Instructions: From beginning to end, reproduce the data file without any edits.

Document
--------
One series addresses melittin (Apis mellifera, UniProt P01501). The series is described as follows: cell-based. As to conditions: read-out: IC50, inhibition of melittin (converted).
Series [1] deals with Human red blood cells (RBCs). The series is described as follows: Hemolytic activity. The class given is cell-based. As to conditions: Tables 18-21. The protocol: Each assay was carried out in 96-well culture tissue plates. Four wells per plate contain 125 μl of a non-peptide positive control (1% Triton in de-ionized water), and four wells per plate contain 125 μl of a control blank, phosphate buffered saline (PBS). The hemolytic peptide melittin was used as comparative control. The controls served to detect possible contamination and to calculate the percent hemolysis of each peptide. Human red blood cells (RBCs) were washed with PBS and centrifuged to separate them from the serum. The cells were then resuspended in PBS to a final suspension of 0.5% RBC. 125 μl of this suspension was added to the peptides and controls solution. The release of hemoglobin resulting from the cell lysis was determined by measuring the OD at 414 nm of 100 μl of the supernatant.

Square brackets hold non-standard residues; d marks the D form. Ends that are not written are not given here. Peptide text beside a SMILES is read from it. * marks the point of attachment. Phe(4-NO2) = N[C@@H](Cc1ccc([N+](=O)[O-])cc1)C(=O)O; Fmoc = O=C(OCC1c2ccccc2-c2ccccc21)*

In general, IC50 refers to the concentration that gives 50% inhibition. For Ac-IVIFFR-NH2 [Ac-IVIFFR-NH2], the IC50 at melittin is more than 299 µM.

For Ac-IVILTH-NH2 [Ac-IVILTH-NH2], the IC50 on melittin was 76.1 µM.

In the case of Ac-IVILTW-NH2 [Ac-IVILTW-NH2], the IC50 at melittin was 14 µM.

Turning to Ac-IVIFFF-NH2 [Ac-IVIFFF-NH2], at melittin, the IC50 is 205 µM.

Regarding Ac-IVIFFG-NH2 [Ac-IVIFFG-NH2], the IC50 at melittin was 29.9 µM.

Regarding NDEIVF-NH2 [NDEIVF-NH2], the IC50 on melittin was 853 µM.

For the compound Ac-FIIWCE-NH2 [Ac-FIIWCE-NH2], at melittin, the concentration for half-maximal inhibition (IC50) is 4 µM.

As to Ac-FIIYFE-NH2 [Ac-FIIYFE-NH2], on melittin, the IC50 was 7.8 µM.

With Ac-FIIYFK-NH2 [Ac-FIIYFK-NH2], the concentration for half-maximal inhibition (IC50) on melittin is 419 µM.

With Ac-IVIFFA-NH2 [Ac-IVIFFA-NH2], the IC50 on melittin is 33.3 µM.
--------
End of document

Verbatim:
One series addresses melittin (Apis mellifera, UniProt P01501). The series is described as follows: cell-based. As to conditions: read-out: IC50, inhibition of melittin (converted).
Series [1] deals with Human red blood cells (RBCs). The series is described as follows: Hemolytic activity. The class given is cell-based. As to conditions: Tables 18-21. The protocol: Each assay was carried out in 96-well culture tissue plates. Four wells per plate contain 125 μl of a non-peptide positive control (1% Triton in de-ionized water), and four wells per plate contain 125 μl of a control blank, phosphate buffered saline (PBS). The hemolytic peptide melittin was used as comparative control. The controls served to detect possible contamination and to calculate the percent hemolysis of each peptide. Human red blood cells (RBCs) were washed with PBS and centrifuged to separate them from the serum. The cells were then resuspended in PBS to a final suspension of 0.5% RBC. 125 μl of this suspension was added to the peptides and controls solution. The release of hemoglobin resulting from the cell lysis was determined by measuring the OD at 414 nm of 100 μl of the supernatant.

Square brackets hold non-standard residues; d marks the D form. Ends that are not written are not given here. Peptide text beside a SMILES is read from it. * marks the point of attachment. Phe(4-NO2) = N[C@@H](Cc1ccc([N+](=O)[O-])cc1)C(=O)O; Fmoc = O=C(OCC1c2ccccc2-c2ccccc21)*

In general, IC50 refers to the concentration that gives 50% inhibition. For Ac-IVIFFR-NH2 [Ac-IVIFFR-NH2], the IC50 at melittin is more than 299 µM.

For Ac-IVILTH-NH2 [Ac-IVILTH-NH2], the IC50 on melittin was 76.1 µM.

In the case of Ac-IVILTW-NH2 [Ac-IVILTW-NH2], the IC50 at melittin was 14 µM.

Turning to Ac-IVIFFF-NH2 [Ac-IVIFFF-NH2], at melittin, the IC50 is 205 µM.

Regarding Ac-IVIFFG-NH2 [Ac-IVIFFG-NH2], the IC50 at melittin was 29.9 µM.

Regarding NDEIVF-NH2 [NDEIVF-NH2], the IC50 on melittin was 853 µM.

For the compound Ac-FIIWCE-NH2 [Ac-FIIWCE-NH2], at melittin, the concentration for half-maximal inhibition (IC50) is 4 µM.

As to Ac-FIIYFE-NH2 [Ac-FIIYFE-NH2], on melittin, the IC50 was 7.8 µM.

With Ac-FIIYFK-NH2 [Ac-FIIYFK-NH2], the concentration for half-maximal inhibition (IC50) on melittin is 419 µM.

With Ac-IVIFFA-NH2 [Ac-IVIFFA-NH2], the IC50 on melittin is 33.3 µM.